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unwwwritten

Capistrano rocks!

A few years ago, I stopped playing golf. Not really as a conscious decision, I just didn't quite have the time (or money) for it. If When I do return to it, I intend on taking lessons as if I had never played -- I actually used to play a LOT. The reasoning for this is that, I want to make sure I'm doing things right... and my current swing is borne out of a whole lot of self-teaching, so it is full of problems. If Tiger Woods can re-invent his swing over and over, so can I right? So, why not start from the beginning.

Why am I talking about my (horrible) golf swing? Read on...

As I worked on deploying the beginnings of a side-project I'm working on, I once again decided to use Capistrano. I say "decided", because, well... really there's no choice (for me). Capistrano does what it does well. It works. I already know how to use it. Enough reasons?

Well, I recently saw a post where Jamis Buck (the author) announced that the documentation for Capistrano was going to receive some loving, and that he was working on a From the Beginning document. So, despite my previous statement that I "know" how to use Capistrano, I decided to start "from the beginning".

Having worked my way through it, I'm going to repeat myself... CAPISTRANO ROCKS!

My whole recipe to deploy my application onto my new slice (at slicehost.com -- which, by the way, I'm totally impressed with) amounts to the following...

   1  set :application, "application"
   2  set :repository, "git@github.com:user/#{application}.git"
   3  set :scm, :git
   4  set :deploy_via, :remote_cache
   5  server "domain.com", :app, :web, :db, :primary => true
   6  
   7  after "deploy:update_code", "deploy:db:symlink"
   8  
   9  namespace :deploy do
  10    namespace :db do
  11      desc <<-DESC
  12        Updates the symlink to database.yml. When  you deploy a new version, \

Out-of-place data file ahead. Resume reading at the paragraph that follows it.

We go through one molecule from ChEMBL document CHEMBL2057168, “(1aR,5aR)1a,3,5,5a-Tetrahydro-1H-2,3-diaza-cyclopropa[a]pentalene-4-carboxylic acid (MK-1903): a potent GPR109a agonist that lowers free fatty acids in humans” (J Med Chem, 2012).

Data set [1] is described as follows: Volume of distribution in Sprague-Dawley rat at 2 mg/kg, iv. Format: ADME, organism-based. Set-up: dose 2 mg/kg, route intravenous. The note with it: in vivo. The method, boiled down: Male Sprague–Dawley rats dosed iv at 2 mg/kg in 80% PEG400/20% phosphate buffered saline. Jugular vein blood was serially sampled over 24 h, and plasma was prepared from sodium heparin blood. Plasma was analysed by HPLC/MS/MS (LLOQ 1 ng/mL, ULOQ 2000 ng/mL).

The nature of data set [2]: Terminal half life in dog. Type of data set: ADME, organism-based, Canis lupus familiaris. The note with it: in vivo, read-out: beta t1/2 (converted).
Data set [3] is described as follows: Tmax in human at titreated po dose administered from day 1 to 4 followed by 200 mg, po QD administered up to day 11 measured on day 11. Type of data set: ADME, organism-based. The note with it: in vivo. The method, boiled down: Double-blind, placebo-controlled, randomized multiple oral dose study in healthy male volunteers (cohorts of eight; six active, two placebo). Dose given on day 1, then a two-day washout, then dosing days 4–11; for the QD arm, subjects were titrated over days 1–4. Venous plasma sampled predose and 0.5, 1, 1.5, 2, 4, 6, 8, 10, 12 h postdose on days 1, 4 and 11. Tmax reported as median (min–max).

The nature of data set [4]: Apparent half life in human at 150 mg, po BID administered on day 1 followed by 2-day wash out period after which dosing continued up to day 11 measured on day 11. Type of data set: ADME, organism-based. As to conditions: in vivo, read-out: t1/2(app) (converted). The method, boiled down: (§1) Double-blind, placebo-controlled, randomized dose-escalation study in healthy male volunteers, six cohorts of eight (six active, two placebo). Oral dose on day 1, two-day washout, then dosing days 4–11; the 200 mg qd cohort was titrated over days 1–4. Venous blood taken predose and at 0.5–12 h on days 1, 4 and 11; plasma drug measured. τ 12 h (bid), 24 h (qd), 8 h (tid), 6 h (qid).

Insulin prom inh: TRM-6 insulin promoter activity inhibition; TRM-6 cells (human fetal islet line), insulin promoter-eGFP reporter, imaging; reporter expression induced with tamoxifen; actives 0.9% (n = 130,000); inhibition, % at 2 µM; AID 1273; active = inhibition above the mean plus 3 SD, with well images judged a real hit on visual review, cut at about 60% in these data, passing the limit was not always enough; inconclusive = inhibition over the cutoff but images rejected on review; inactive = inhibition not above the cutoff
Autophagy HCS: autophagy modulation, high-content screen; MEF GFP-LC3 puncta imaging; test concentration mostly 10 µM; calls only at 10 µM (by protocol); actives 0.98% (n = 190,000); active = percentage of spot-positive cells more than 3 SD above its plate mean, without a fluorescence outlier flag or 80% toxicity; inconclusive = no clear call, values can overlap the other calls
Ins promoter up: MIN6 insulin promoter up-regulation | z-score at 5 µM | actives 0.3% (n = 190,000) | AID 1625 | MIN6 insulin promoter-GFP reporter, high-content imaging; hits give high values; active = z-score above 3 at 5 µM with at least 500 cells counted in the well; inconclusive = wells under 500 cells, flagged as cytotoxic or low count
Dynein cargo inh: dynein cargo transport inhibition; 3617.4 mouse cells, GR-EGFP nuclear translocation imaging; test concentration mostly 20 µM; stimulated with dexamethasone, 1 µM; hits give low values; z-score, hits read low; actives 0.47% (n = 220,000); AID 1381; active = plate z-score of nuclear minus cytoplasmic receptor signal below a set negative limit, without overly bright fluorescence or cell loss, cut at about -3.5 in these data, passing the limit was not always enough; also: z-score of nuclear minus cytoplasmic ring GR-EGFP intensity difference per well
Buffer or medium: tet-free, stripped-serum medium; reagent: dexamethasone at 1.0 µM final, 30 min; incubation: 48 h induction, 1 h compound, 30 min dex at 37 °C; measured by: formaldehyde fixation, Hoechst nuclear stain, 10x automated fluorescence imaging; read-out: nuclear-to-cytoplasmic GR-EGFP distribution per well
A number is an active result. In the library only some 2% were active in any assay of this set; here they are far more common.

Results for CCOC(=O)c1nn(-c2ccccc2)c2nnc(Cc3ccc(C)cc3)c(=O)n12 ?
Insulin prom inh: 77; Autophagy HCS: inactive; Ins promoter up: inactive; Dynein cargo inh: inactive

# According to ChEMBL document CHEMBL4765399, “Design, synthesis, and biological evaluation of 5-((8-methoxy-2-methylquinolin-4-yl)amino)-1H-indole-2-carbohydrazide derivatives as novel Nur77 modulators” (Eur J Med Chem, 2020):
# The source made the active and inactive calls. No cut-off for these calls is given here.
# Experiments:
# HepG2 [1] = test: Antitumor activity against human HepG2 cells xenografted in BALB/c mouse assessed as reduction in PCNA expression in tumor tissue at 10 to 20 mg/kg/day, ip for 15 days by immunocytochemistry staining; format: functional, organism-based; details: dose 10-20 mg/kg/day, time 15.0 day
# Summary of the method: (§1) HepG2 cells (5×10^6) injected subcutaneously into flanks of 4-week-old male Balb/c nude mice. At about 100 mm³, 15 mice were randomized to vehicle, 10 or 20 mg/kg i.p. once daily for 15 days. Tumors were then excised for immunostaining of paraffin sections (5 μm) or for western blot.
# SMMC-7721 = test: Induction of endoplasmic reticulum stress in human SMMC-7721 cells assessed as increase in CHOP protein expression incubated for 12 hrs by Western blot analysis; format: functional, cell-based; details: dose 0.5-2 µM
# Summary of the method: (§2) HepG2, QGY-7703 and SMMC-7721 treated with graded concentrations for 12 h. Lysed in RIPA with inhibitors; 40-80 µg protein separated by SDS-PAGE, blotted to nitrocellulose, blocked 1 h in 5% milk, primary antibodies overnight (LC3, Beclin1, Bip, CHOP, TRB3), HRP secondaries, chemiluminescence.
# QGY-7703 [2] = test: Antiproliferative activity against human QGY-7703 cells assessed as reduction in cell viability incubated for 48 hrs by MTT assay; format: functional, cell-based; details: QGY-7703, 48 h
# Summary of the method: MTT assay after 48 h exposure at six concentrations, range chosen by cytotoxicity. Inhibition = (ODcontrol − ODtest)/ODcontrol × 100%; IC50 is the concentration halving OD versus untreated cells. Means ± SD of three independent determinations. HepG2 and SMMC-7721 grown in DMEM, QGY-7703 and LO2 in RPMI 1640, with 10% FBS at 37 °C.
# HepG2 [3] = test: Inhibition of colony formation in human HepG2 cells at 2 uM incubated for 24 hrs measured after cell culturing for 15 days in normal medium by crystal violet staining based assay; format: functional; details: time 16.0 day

13        this task's job is to update the `config/database.yml' symlink \
  14        to point at the shared version. You will rarely need to call this task \
  15        directly; instead, use the `deploy' task (which performs a complete \
  16        deploy, including `restart') or the 'update' task (which does everything \
  17        except `restart').
  18      DESC
  19      task :symlink, :except => { :no_release => true } do
  20        run "ln -fs #{shared_path}/config/database.yml #{latest_release}/config/database.yml"
  21      end
  22    end
  23  end

The changes the standard recipe outlined in Jamis's article are...

  1. I'm using git (on github.com) instead of svn, so the :scm variable has to be set and my :repository has to be set to the clone url for my git repository.

  2. I had to create an ssh keypair on my deployment server and paste it to my project's deploy keys on github.com in order to grant access to my private repository -- if you're using a public repository, this probably is not necessary.

  3. I set :deploy_via to :remote_cache in order to (hopefully) speed up deployment somewhat (the entire repository does not have to be cloned each time, instead it just gets the changes to the "remote cache" on the server)

  4. I call the server method to define my single server with multiple roles, instead of multiple role method invocations for each role (passing the same server name each time)

  5. In the standard recipe, it is assumed that your database.yml is in the repository -- I don't keep it there. So after running cap deploy:update_code, I created a shared/config/database.yml which the deploy:db:symlink task links up for me.

Now to go share this on the google group.

Cheers.

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